357 arterial segments in 51 legs were examined in 44 patients. Seven patients had bilateral limb scans. The clinical indications were claudication in 19 limbs, gangrene and ulcer in 21 limbs and rest pain in 11 limbs. Table I demonstrates the distribution of the arterial lesions in a two-way table of duplex and IADSA data. In the iliac region, 25 patent segments (less than 50% stenosis) 23 iliac lesions (more than 50% stenosis or occlusion) were diagnosed by both duplex and arteriography, while 3 lesions (false –ve) were identified only by duplex.
In femoro-popliteal region, 146 and 51 segments were diagnosed on both modalities as patent segments and arterial lesions respectively. However, one patent segment and 6 arterial lesions were diagnosed only by duplex scan.
At the level of the run-off vessels (tibial arteries) 49 lesions and 45 patent segments were recognized by both IADSA and duplex scanning. On the other hand, 6 lesions and 2 patent segments were identified only by duplex scan. A summary of the overall accuracy of duplex scanning in all segments is shown in table 2.
15 were managed conservatively (30%), 13 (25%) were referred for PTA and 23 (45%) for surgery (table 3).
When surgeon's decision based on IADSA was used as the reference standard, the mean accuracy of duplex scanning for plan management was 94%. Of the management plans made by duplex, 48 decisions were not changed by arteriography. Incorrect surgical plans were in three patients. (Table 4).
Recently, duplex scanning has reduced the indications for arteriography in the routine assessment of carotid artery disease and bypass graft patency.1 Some studies11,12,13 have compared duplex assessment of the lower limb with conventional arteriography, accepting arteriography as the gold standard, and have used PSV ratio to characterize stenosis. A PSV ratio of 2:0 was used in many reports,6,7,14,15 to discriminate between a lesion with more than 50% and that with less than 50 percent reduction in diameter.
Previously, Kohler et al,7 reported that duplex scanning had a sensitivity of 82 percent and a specificity of 92 percent, in detailing significant disease but admitted difficulty in detecting lesions distal to critical stenosis or occluded segment. Cossman and Ellison,6 reported that duplex scanning had sensitivity and specificity of 87% and 99% respectively. Our study showed that duplex scan was able to determine significant disease with an overall sensitivity of 93.5%, specificity of 97.6% positive predictive value of 98.6% and negative predictive value of 89.1%. In iliac region, it was found that only 3 segments were incorrectly diagnosed (as the presence of overlying bowel gas can make identification of iliac pathology difficult). However, this problem can be overcomed by the use of bowel preparation prior to examination.9 Many studies,12,11,14 have found that there is good correlation between duplex scan findings and arteriography in iliac segments.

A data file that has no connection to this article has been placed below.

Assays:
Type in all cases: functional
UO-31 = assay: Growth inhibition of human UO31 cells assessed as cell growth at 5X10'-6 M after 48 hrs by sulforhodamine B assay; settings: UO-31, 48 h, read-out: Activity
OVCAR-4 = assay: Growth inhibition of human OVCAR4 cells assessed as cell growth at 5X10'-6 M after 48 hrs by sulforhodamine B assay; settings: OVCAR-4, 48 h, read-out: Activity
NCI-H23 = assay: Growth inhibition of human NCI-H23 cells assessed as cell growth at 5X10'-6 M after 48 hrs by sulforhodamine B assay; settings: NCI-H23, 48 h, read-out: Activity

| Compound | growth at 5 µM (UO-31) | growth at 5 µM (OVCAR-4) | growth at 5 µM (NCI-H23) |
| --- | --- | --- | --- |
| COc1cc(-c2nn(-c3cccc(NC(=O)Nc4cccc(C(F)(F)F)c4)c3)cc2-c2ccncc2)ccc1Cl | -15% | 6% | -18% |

The accuracy for the diagnosis of haemodynamic stenosis and occlusions at femoro-popliteal region in our study was 96.5%. In one segment, duplex scan under estimated and in 6 segments over estimated the severity of disease. Again, good correlation has been reported between duplex scanning and arteriography at femoro-popliteal region.11
Few studies8,16,17 have studied the accuracy of duplex scanning for below knew arterial lesions (an overall sensitivity of 75% and specificity of 95%). In our study, the sentisitivity and specificity of duplex scanning in assessing the infrageniculate arterial lesions was 88.2% and 96% respectively. Sometimes, it is not easy to identify the tibial vessels because of their small caliber and wall calcification.
Management plan can be made depending on duplex scanning alone.5 Elsman et. al10 reported in their series of 100 patients that 36 lesions had successful angioplasty and in 62 patients, the management decision could be achieved according to the informations of duplex scanning alone. Our results of management decision support these data with accuracy of 94% when each vascular lesion was used as the reference plan. Some authors have emphasized the need for preoperative angiography in cases of infrapopliteal revascularization.12,18,19 others have reported good results after aorto iliac20 and infragenicular21,22,23 revascularization based solely on duplex scan.
In qualified vascular laboratory, duplex scanning is an accurate procedure for assessing the lower limb arterial obstructive disease. Safe management plan can be made depending on results of duplex scanning without diagnostic arteriography.
I wish to thank Mrs. Khawla Al-Zubi and, Mrs. Charito B. Roxas for her secretarial assistance.
Correpondence address to
Dr. Abdulrahman El-Kayali, FRCS Assistant Professor Consultant Vascular Surgeon Division of Vascular Surgery Department of Surgery (37) P.O. Box 7805, Riyadh 11472 Saudi Arabia Fax no. 966 1 467-9493 Telephone no. 966 1 467-2699 Email: firstname.lastname@example.org